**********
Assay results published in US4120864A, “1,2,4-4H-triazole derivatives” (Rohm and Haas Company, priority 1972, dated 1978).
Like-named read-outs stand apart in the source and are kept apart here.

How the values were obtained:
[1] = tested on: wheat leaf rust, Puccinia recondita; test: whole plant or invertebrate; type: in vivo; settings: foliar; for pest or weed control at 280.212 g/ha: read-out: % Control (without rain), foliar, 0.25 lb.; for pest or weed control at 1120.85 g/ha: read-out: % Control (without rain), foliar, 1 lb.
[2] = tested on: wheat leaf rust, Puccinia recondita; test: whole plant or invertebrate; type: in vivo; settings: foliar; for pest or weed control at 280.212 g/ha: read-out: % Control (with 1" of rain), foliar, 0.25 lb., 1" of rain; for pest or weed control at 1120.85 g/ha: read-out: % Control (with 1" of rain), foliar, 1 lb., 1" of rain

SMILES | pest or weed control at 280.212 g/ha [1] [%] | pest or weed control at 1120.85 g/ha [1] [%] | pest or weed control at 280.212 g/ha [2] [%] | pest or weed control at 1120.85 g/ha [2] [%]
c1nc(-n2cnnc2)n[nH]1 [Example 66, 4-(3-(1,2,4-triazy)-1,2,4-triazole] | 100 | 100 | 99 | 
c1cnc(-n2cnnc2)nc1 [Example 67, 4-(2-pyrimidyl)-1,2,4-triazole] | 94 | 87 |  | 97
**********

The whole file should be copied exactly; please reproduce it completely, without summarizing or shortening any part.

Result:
Assay results published in US4120864A, “1,2,4-4H-triazole derivatives” (Rohm and Haas Company, priority 1972, dated 1978).
Like-named read-outs stand apart in the source and are kept apart here.

How the values were obtained:
[1] = tested on: wheat leaf rust, Puccinia recondita; test: whole plant or invertebrate; type: in vivo; settings: foliar; for pest or weed control at 280.212 g/ha: read-out: % Control (without rain), foliar, 0.25 lb.; for pest or weed control at 1120.85 g/ha: read-out: % Control (without rain), foliar, 1 lb.
[2] = tested on: wheat leaf rust, Puccinia recondita; test: whole plant or invertebrate; type: in vivo; settings: foliar; for pest or weed control at 280.212 g/ha: read-out: % Control (with 1" of rain), foliar, 0.25 lb., 1" of rain; for pest or weed control at 1120.85 g/ha: read-out: % Control (with 1" of rain), foliar, 1 lb., 1" of rain

SMILES | pest or weed control at 280.212 g/ha [1] [%] | pest or weed control at 1120.85 g/ha [1] [%] | pest or weed control at 280.212 g/ha [2] [%] | pest or weed control at 1120.85 g/ha [2] [%]
c1nc(-n2cnnc2)n[nH]1 [Example 66, 4-(3-(1,2,4-triazy)-1,2,4-triazole] | 100 | 100 | 99 | 
c1cnc(-n2cnnc2)nc1 [Example 67, 4-(2-pyrimidyl)-1,2,4-triazole] | 94 | 87 |  | 97